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A Food Demand System Estimation for Uganda

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  • Ole Boysen

    ()
    (Institute for International Integration Studies, Trinity College Dublin)

Abstract

This article estimates a household demand system for Uganda from cross-sectional household survey data. More specifically, a 13 item two-stage demand system model is estimated for rural and urban households separately where the main second-stage is represented by a Quadratic Almost Ideal Demand System which accounts for socio-demographic household characteristics and censoring and focuses on food items. Elasticities are calculated for three household expenditure groups as well as for the aggregate. We find that food expenditures tend to be more elastic for poorer households than for richer ones. All foods are generally price inelastic and price elasticities tend to decrease with rising expenditure level. A number of substitutional and complementary relationships between food items are identified.

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Bibliographic Info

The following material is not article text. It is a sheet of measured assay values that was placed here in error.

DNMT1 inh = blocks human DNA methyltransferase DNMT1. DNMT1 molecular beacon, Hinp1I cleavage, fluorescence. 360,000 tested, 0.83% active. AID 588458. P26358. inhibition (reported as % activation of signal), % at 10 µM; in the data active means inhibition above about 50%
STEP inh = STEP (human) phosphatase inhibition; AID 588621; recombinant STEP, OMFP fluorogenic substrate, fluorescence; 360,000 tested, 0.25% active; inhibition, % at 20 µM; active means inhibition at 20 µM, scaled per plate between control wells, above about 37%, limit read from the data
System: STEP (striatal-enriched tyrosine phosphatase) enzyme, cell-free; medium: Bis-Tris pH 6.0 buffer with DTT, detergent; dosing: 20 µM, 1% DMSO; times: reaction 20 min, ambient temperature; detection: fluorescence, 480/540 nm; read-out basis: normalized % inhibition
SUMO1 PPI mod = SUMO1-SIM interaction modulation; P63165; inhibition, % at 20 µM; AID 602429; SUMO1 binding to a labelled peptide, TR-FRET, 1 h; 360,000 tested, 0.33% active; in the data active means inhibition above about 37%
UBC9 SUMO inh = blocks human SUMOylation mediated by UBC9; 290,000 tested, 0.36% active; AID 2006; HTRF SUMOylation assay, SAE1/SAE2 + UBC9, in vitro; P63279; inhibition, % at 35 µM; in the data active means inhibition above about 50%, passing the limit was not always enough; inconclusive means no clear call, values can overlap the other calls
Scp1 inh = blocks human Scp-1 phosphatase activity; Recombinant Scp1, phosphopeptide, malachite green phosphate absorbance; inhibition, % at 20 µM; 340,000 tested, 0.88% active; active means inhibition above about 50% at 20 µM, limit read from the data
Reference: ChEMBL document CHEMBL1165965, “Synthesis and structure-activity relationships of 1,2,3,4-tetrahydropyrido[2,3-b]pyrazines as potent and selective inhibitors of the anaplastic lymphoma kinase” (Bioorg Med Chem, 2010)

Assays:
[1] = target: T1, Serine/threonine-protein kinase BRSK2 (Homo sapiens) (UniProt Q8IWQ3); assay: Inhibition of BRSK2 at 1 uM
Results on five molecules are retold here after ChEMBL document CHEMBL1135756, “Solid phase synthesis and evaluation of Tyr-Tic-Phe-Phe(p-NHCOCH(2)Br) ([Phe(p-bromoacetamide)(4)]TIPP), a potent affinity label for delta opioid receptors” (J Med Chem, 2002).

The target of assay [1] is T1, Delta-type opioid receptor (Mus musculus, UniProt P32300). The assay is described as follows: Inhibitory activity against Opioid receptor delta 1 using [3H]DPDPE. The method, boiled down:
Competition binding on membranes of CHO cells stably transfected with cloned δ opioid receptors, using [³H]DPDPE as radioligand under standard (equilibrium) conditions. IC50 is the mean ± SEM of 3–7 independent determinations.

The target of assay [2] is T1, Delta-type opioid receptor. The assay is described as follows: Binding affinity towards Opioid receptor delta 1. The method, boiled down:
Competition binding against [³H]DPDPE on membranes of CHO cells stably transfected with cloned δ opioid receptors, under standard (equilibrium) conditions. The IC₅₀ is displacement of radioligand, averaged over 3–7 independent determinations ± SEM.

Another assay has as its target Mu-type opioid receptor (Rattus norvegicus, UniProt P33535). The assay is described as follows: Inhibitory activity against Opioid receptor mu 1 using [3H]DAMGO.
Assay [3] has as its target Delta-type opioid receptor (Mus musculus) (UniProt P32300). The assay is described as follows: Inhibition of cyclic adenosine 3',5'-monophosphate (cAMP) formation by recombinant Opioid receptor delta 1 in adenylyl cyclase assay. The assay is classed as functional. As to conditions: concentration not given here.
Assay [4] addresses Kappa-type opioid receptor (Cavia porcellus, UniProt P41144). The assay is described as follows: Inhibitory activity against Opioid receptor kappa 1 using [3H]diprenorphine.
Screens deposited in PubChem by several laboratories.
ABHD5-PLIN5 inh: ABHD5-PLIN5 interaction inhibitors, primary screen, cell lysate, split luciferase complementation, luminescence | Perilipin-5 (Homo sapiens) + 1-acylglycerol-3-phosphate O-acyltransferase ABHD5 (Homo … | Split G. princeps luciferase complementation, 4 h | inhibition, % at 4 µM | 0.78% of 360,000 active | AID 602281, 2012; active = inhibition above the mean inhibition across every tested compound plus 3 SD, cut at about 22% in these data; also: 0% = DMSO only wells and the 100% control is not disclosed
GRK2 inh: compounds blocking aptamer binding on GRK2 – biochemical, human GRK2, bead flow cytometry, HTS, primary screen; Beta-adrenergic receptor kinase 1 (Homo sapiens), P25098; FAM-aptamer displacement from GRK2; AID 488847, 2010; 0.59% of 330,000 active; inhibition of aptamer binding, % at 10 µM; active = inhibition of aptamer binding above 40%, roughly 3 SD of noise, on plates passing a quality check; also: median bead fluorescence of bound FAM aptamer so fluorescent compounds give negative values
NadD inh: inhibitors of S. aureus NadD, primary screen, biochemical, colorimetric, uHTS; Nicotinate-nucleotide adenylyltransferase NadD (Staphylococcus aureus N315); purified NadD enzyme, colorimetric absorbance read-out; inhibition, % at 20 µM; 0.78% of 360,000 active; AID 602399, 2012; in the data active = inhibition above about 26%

Paper provided by IIIS in its series The Institute for International Integration Studies Discussion Paper Series with number iiisdp396.

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Length: 34 pages
Date of creation: Mar 2012
Date of revision:
Handle: RePEc:iis:dispap:iiisdp396

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Keywords: Uganda; quadratic almost ideal demand system; elasticities;

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References

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  14. Todd Benson & Samuel Mugarura & Kelly Wanda, 2008. "Impacts in Uganda of rising global food prices: the role of diversified staples and limited price transmission," Agricultural Economics, International Association of Agricultural Economists, vol. 39(s1), pages 513-524, November.
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Cited by:
  1. Boysen, Ole & Matthews, Alan, 2012. "The differentiated effects of food price spikes on poverty in Uganda," 123rd Seminar, February 23-24, 2012, Dublin, Ireland 122445, European Association of Agricultural Economists.
  2. Boysen, Ole, 2013. "High Food Prices and their Implications for Poverty in Uganda From Demand System Estimation to Simulation," 2013 Annual Meeting, August 4-6, 2013, Washington, D.C. 150700, Agricultural and Applied Economics Association.

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